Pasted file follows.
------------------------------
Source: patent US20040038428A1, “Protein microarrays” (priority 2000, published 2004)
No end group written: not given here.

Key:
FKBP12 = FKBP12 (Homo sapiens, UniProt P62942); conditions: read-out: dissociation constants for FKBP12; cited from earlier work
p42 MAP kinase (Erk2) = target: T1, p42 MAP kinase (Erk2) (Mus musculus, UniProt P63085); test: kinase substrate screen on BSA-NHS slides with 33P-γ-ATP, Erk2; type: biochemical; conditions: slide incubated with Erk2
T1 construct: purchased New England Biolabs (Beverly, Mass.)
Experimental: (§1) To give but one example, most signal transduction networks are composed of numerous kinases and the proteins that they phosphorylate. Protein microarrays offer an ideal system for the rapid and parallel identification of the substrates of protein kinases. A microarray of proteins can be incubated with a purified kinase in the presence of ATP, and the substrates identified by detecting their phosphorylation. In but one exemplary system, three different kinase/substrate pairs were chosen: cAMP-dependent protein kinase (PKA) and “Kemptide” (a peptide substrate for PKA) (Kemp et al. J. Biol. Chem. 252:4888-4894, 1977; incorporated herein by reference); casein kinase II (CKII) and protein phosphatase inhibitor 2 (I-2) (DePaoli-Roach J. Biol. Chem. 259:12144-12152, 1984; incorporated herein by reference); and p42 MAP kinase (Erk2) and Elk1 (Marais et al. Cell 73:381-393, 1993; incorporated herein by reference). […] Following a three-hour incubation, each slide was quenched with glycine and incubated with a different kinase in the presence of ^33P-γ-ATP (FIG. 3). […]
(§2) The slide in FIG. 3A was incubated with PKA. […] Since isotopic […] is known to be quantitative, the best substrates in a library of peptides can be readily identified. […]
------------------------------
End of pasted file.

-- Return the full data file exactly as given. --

Source: patent US20040038428A1, “Protein microarrays” (priority 2000, published 2004)
No end group written: not given here.

Key:
FKBP12 = FKBP12 (Homo sapiens, UniProt P62942); conditions: read-out: dissociation constants for FKBP12; cited from earlier work
p42 MAP kinase (Erk2) = target: T1, p42 MAP kinase (Erk2) (Mus musculus, UniProt P63085); test: kinase substrate screen on BSA-NHS slides with 33P-γ-ATP, Erk2; type: biochemical; conditions: slide incubated with Erk2
T1 construct: purchased New England Biolabs (Beverly, Mass.)
Experimental: (§1) To give but one example, most signal transduction networks are composed of numerous kinases and the proteins that they phosphorylate. Protein microarrays offer an ideal system for the rapid and parallel identification of the substrates of protein kinases. A microarray of proteins can be incubated with a purified kinase in the presence of ATP, and the substrates identified by detecting their phosphorylation. In but one exemplary system, three different kinase/substrate pairs were chosen: cAMP-dependent protein kinase (PKA) and “Kemptide” (a peptide substrate for PKA) (Kemp et al. J. Biol. Chem. 252:4888-4894, 1977; incorporated herein by reference); casein kinase II (CKII) and protein phosphatase inhibitor 2 (I-2) (DePaoli-Roach J. Biol. Chem. 259:12144-12152, 1984; incorporated herein by reference); and p42 MAP kinase (Erk2) and Elk1 (Marais et al. Cell 73:381-393, 1993; incorporated herein by reference). […] Following a three-hour incubation, each slide was quenched with glycine and incubated with a different kinase in the presence of ^33P-γ-ATP (FIG. 3). […]
(§2) The slide in FIG. 3A was incubated with PKA. […] Since isotopic […] is known to be quantitative, the best substrates in a library of peptides can be readily identified. […]